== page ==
Nick Chong · 1 day ago · 2 min read
A chart on the site’s dedicated Augur page–which tracks tweets, the amount of Ethereum being traded on the app and the number of users, among other things–showed 260 users on the platform in July, and just 24 users in the past 24 hours as of writing. The dip has people asking just what went wrong after this initial peak in users. What’s causing Augur’s popularity as a forecasting platform to die off?
Looking for Answers
Augur had 25 users in the last 24 hours.
Roughly one person per hour.
That's a 90% drop in users since launch week back in July.
Augur is currently the 44th ranked ETH dApp by users. pic.twitter.com/I8fGLKxLcx
— Kevin Rooke (@kerooke) September 19, 2018
Twitter user Kevin Rooke noticed the trend and asked people directly why they were disenchanted with Augur, or just chose not to use it.
The answers he got seemed to indicate that people either thought using the app was too risky due to its association with gambling, the app’s interface was too time-consuming and cumbersome or people who would be interested in a forecasting app would rather use one specifically designed for gambling, like Wagerr, instead. Several responses include:
People are building dapps on top of Augur to improve UX and it will integrate with Ox. You are not going to get mainstream adoption with people having to sync client locallly. Right now is mainly testing until we get Layer 1 scaling
— ETHGasStation (@ETHGasStation) September 20, 2018
The Augur client couldn't sync, and I gave up after trying twice. Also, people simply don't want to download a program and then wait for hours to sync.
— Aaron Tay⚡ (@aarontaycc) September 20, 2018
I didn’t make it through set up and know others didn’t either. Had interest but that was a barrier that I didn’t care to get passed. Hope the feedback helps!
— Crypto Max (@Max_Newton) September 20, 2018
What is Augur?
Augur is an open source prediction market application built to use both the Ethereum blockchain and cryptocurrency. Through the app, users can create their own trading markets for any outcome they desire as well as trade currency based on what they believe the result of that event will be. Users can also set a closing date when they create the market, and once it closes the winners are paid.
For example, some of the current open markets are betting on the price of gold, how many platinum singles Ariana Grande will be awarded in 2019 and the outcome of an upcoming football game; people can literally bet on anything they want.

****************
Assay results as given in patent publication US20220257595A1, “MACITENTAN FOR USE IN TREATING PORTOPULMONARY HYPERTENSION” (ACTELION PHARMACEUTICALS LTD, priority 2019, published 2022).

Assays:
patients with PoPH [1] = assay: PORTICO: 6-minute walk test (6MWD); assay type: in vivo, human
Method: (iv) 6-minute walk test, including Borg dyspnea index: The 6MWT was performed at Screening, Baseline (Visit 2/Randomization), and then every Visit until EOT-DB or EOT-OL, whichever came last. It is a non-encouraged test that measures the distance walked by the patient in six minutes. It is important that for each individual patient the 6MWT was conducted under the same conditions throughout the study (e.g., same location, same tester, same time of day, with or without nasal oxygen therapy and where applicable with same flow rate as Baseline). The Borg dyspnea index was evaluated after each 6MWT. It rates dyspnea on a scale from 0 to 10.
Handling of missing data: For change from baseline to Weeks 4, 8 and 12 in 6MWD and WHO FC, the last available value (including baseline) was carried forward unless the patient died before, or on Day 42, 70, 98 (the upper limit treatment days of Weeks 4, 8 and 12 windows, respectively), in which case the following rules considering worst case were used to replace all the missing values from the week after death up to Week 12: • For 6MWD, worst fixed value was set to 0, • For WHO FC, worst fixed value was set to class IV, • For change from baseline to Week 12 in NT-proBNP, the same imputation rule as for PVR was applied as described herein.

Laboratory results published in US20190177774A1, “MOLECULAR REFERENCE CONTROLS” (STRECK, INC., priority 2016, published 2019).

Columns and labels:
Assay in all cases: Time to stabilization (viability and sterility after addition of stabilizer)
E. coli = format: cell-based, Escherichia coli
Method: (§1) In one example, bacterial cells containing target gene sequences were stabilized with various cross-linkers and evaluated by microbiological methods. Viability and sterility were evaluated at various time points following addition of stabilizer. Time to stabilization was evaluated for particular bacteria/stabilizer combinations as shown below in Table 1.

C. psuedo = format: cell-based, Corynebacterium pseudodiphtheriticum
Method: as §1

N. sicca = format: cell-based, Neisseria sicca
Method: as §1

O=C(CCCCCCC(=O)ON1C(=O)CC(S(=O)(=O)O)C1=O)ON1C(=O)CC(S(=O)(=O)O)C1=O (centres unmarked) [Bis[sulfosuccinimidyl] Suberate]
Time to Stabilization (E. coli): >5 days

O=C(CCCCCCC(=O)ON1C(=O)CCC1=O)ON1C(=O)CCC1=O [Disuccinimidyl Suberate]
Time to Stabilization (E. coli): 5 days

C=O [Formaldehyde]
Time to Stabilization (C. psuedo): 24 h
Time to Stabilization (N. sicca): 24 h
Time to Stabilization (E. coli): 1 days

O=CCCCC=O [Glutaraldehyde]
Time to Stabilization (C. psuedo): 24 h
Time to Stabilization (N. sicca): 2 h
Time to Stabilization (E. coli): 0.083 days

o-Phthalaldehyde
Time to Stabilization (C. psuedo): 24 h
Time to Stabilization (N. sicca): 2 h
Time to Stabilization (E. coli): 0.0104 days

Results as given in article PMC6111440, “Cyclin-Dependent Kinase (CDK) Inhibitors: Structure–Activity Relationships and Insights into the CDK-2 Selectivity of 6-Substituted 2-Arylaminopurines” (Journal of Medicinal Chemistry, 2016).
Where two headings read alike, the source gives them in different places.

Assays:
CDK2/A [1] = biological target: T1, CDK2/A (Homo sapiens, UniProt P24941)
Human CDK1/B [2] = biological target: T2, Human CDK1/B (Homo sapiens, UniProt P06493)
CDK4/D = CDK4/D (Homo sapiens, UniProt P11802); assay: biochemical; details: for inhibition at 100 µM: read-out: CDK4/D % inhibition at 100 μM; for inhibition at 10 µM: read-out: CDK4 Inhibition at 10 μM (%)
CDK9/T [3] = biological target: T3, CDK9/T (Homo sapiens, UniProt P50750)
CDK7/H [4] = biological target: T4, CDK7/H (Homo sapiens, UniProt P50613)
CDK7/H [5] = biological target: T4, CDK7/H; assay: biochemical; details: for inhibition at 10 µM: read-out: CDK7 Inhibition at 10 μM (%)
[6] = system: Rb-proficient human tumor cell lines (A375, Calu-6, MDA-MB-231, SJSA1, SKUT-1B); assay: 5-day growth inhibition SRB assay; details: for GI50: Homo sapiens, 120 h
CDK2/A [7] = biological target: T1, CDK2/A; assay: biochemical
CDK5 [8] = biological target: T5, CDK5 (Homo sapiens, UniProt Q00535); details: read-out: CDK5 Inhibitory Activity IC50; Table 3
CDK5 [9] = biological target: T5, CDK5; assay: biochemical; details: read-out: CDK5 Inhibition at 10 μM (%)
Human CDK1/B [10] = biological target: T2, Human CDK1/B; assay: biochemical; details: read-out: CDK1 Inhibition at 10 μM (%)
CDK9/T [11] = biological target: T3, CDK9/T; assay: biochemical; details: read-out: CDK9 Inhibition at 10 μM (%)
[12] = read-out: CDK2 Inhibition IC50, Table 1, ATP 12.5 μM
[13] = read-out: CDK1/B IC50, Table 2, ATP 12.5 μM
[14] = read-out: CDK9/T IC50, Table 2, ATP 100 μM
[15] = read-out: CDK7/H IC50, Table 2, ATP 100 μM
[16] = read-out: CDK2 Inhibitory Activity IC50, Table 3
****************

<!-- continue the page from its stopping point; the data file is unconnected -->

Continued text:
Since the markets are decentralized, they can’t be censored or shut down by any one party. The system, theoretically, runs itself by keeping track of currency traded, the closing dates of markets and distributing payouts to the winners.
Augur was built around the idea that the larger, more diverse a group of people with the ability to input information into a system, the more accurate the information obtained by that system will be.
Websites like Quora use this principle to answer people’s questions, the idea being that someone out there will have the right answer given the vastness of the internet.
Augur takes this principle and applies it to predicting the outcome of events. However, the decentralized, uncensored nature of the app can lead to some darker markets being created, such as when people created markets to predict the likelihood of celebrity assassinations or how long certain politicians would survive.
To combat this, Augur has enabled certain users to be “reporters” to flag darker markets as unethical, flagging them for developers.
The Future of Augur
Most recently, Augur released version 1.5 and the developers, who call themselves the Forecast Foundation, say version 2.0 is on the way, describing some possible bug fixes in a recent Medium post as well as promising full details on the new build in the near future.
— Augur (@AugurProject) September 20, 2018
Forecasting apps that try to solve the problems of centralization and censorship facing current prediction markets still have a ways to go. To remain decentralized, users have to sync to a local node, which takes a prohibitive amount of time in current versions of the Augur app.
Since users have to download the app, sync it to a node, buy and load ETH to their account, create markets to trade in and pay transaction fees, using something like Augur remains, for the moment, appealing to only those well-versed in cryptocurrency.